A quality controller at a South Korean mobile phone component plant. Kim Hong-Ji/Reuters on the Conversation
In the 1950s, Ghana was twice as rich as South Korea. By 2011, the most recent year for which data is available, South Korea’s income was more than ten times higher than Ghana’s.
Yet these differences in productivity between the overall economies of the two countries are modest compared with the differences that appear to exist in the productivity of their manufacturing firms. My colleague Simon Baptist and I set up such a comparison and were surprised by the size of these differences.
You could argue that rich countries simply have more resources so their companies are bound to be more productive – or have higher levels of output per worker. But my research suggests that this is not the answer.
The surveys covered the main sectors within manufacturing, textiles, garments, furniture, food and electrical goods. While the sectors are the same, clearly the type of firms within them will be very different across the two countries.
Median output – the amount of garments or furniture produced per employee – is nearly 20 times higher in South Korean manufacturing firms than in Ghanaian ones. Whereas in South Korea the median worker produces US$193,000 of output a year, the comparable number in Ghana is US$10,000.
If you look at this in terms of the value added to the products by the worker, the differences are even larger: the average Korean worker produces US$117,000 and a Ghanaian worker only US$3,000, nearly 40 times less in terms of added value. The Ghana data comes from a panel survey of the country’s manufacturing firms over the period from 1991 to 2003 and the South Korean data is for the period 1996-1998.
In our search for the source of that difference, we identified three factors. First, the amount of capital the firms employ; second, the importance of education and, third, the differences in the underlying efficiency with which the firms operate.
This concept of underlying efficiency is sometimes called “total factor productivity” and can be thought of as how much more effective a firm is at using all of its inputs – such as its capital and labour – than other firms. Most economists think differences in underlying efficiency are the most important reason for the large differences we see across countries and also across firms.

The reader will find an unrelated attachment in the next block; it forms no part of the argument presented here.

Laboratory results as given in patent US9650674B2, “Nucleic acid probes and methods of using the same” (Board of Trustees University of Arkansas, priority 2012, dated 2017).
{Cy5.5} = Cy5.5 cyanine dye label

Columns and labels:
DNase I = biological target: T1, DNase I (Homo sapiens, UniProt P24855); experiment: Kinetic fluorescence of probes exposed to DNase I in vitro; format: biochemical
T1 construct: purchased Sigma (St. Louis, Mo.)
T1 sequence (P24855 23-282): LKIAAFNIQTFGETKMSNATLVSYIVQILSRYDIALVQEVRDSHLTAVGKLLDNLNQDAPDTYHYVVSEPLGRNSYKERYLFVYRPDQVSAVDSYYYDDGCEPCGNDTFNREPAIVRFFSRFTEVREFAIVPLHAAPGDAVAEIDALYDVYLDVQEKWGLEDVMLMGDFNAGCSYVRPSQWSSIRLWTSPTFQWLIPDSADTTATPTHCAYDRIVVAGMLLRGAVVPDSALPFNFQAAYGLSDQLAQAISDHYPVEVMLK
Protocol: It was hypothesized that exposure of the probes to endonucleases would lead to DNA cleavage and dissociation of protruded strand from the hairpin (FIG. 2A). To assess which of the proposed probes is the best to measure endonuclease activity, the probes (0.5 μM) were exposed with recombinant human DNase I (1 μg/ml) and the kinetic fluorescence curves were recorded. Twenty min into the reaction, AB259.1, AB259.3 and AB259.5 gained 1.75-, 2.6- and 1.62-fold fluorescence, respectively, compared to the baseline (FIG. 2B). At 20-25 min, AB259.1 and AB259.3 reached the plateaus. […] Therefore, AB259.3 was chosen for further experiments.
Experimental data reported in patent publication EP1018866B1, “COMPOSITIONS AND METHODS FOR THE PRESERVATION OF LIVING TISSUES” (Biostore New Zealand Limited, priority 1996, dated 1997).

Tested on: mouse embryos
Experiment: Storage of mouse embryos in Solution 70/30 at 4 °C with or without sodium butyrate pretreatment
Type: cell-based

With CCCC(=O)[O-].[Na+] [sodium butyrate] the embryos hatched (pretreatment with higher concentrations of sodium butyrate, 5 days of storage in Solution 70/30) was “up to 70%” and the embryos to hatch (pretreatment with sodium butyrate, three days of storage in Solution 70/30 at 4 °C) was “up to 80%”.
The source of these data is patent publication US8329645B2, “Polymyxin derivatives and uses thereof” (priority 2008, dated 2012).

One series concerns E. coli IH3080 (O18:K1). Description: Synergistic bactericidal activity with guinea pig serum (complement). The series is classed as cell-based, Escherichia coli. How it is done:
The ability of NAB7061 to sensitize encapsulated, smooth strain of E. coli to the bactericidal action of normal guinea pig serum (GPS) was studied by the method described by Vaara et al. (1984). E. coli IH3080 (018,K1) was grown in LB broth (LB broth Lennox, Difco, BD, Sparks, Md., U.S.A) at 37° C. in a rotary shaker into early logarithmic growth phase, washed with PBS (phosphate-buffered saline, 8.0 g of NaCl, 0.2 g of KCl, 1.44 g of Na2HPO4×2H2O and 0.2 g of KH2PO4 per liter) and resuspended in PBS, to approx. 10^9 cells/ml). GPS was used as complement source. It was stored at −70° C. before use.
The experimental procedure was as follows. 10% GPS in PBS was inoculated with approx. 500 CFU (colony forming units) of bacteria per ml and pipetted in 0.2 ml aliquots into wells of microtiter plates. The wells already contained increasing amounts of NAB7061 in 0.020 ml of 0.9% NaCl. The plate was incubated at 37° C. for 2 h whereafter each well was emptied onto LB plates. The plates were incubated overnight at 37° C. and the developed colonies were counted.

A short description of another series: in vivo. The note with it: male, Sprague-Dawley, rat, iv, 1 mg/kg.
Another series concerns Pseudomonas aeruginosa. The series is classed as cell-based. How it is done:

At first sight that also appears to be the case in our comparison of Ghanaian and Korean firms. In the first graph below, the vertical axis shows output per labour hour and the horizontal axis, capital per labour hour. The key point in the figure is the distance between the two lines, which measures the average differences in the efficiency with which firms in the two countries use capital and labour.
While there is some overlap, showing that some Ghanaian firms are as efficient as Korean ones, on average the differences are large. The chart implies that, on average, Korean firms produce six times more output with the same capital and labour as Ghanaian ones. That is one measure of underlying productivity.
Yet, the chart omits the possible role of education. When we included education in our analysis we find that its impact on output was massively larger in Korea than in Ghana.
The second graph below shows how education affects output per labour hour: the green line shows the effect for South Korea, the blue line the effect for Ghana. Most firms employ a workforce that have had on average between five and 15 years of education. Over this range, output per labour hour in South Korea increases dramatically; but for Ghana it scarcely changes.
This analysis implies that all the differences in productivity across the two countries can be explained by how much more effective education is at increasing output in South Korea than it is in Ghana.
It is very hard to show whether these changes in education actually cause the differences seen in the chart. But it is clear that something associated with education is having very different effects in the two countries.
Several possible explanations suggest themselves. The first and most obvious is that the quality of education differs across the countries. A second possibility is that human and physical capital are being combined in fundamentally different ways in the two countries.
Take a simple example: a machine operator in South Korea operating a robot to produce garments may have the same number of years education as a machine operator in Ghana operating an electrical sewing machine. Even allowing for the substantial differences in capital – between a high-tech robot and a sewing machine – it is still very possible that one can be five times as productive as the other.
A third possibility is that the quality of the management is the key difference. Recent research, provides some evidence that poor management may explain low productivity within firms, although further research is needed to explain how management is linked to the uses made of educated labour.
Taken together these explanations imply that while the quality of education makes a massive difference to manufacturing output in South Korea, it would be a mistake to think that investing in education alone is the answer to increasing productivity. It’s important to also consider the quality of that education, the technology the firms are able to employ cost-effectively, and the quality of the management.